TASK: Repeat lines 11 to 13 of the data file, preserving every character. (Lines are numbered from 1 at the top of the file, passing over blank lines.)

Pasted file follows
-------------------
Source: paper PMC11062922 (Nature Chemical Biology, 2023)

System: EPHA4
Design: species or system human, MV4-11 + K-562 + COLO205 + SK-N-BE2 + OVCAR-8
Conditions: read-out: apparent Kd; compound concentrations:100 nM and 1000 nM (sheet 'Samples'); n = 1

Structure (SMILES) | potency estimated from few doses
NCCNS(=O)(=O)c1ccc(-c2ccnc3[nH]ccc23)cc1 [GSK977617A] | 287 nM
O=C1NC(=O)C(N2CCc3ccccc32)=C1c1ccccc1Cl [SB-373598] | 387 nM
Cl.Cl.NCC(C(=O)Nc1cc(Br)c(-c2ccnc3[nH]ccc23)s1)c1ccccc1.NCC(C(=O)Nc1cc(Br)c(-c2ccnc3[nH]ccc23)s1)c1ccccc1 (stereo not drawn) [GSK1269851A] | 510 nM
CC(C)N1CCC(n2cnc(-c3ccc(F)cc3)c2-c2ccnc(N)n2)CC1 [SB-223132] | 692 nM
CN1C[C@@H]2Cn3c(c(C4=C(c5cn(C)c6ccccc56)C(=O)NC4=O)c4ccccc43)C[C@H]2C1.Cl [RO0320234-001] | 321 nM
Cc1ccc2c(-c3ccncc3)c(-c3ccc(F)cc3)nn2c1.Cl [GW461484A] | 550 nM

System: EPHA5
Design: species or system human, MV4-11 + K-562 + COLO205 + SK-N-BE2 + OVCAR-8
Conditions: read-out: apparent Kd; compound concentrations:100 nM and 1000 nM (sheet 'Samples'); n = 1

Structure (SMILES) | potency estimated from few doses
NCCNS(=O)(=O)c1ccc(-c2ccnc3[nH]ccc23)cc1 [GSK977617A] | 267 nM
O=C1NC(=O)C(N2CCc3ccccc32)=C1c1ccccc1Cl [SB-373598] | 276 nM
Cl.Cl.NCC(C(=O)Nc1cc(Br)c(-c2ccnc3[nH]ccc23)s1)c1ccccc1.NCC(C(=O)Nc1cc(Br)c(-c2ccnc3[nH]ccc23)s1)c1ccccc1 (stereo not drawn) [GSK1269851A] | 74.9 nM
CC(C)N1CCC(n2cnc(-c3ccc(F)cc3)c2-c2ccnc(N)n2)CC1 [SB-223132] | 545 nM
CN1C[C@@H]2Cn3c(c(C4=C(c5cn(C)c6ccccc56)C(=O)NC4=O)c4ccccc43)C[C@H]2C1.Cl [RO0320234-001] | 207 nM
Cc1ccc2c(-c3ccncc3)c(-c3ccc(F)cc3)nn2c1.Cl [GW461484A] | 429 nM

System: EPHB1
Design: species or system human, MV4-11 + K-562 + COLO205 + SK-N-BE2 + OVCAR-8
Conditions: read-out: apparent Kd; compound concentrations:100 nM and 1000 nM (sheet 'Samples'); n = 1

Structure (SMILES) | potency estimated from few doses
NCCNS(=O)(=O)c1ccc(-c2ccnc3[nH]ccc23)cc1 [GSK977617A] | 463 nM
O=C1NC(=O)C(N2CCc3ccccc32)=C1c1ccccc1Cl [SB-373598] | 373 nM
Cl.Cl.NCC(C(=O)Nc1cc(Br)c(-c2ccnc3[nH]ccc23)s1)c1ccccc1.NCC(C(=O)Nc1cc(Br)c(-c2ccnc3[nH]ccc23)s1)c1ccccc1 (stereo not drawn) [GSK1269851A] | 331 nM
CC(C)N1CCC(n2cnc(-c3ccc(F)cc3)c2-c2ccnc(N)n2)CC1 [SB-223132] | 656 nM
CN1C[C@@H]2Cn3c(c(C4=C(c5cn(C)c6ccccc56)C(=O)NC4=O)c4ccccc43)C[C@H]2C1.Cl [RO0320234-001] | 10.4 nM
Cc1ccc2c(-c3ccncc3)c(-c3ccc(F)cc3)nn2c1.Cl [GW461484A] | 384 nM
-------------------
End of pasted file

Cc1ccc2c(-c3ccncc3)c(-c3ccc(F)cc3)nn2c1.Cl [GW461484A] | 550 nM

System: EPHA5
Design: species or system human, MV4-11 + K-562 + COLO205 + SK-N-BE2 + OVCAR-8